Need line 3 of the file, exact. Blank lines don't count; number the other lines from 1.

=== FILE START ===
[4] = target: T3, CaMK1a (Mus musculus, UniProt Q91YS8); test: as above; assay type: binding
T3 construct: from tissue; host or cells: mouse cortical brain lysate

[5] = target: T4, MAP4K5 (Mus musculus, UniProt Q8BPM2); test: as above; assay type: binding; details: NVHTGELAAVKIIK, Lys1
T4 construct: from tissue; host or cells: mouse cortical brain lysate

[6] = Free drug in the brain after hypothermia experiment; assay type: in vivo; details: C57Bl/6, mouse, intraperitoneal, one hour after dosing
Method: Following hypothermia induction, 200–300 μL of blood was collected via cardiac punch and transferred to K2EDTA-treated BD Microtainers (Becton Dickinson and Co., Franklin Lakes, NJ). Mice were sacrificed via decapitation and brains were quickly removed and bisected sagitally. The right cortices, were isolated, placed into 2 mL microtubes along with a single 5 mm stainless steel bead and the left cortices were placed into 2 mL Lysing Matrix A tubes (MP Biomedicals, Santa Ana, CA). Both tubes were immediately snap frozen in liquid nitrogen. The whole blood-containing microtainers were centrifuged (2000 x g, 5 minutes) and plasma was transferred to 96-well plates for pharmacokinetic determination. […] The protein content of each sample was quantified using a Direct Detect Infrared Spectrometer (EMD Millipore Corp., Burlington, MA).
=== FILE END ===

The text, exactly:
[5] = target: T4, MAP4K5 (Mus musculus, UniProt Q8BPM2); test: as above; assay type: binding; details: NVHTGELAAVKIIK, Lys1